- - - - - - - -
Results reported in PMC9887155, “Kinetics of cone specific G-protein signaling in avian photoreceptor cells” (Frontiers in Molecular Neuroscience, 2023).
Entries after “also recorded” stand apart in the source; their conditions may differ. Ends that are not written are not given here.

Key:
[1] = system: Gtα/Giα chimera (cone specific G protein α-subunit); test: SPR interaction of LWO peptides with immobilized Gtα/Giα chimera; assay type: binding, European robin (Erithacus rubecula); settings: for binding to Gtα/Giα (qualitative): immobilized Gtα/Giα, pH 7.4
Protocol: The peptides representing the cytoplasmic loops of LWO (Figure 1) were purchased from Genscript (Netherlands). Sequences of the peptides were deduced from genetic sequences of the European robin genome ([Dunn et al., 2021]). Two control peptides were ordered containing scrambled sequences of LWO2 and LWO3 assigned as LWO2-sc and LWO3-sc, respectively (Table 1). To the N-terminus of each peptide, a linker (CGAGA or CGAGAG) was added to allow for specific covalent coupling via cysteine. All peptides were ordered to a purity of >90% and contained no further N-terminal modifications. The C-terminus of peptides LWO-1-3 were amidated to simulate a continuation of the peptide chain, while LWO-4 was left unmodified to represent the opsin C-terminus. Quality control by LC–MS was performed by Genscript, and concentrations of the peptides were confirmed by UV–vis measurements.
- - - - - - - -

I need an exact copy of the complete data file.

Results reported in PMC9887155, “Kinetics of cone specific G-protein signaling in avian photoreceptor cells” (Frontiers in Molecular Neuroscience, 2023).
Entries after “also recorded” stand apart in the source; their conditions may differ. Ends that are not written are not given here.

Key:
[1] = system: Gtα/Giα chimera (cone specific G protein α-subunit); test: SPR interaction of LWO peptides with immobilized Gtα/Giα chimera; assay type: binding, European robin (Erithacus rubecula); settings: for binding to Gtα/Giα (qualitative): immobilized Gtα/Giα, pH 7.4
Protocol: The peptides representing the cytoplasmic loops of LWO (Figure 1) were purchased from Genscript (Netherlands). Sequences of the peptides were deduced from genetic sequences of the European robin genome ([Dunn et al., 2021]). Two control peptides were ordered containing scrambled sequences of LWO2 and LWO3 assigned as LWO2-sc and LWO3-sc, respectively (Table 1). To the N-terminus of each peptide, a linker (CGAGA or CGAGAG) was added to allow for specific covalent coupling via cysteine. All peptides were ordered to a purity of >90% and contained no further N-terminal modifications. The C-terminus of peptides LWO-1-3 were amidated to simulate a continuation of the peptide chain, while LWO-4 was left unmodified to represent the opsin C-terminus. Quality control by LC–MS was performed by Genscript, and concentrations of the peptides were confirmed by UV–vis measurements.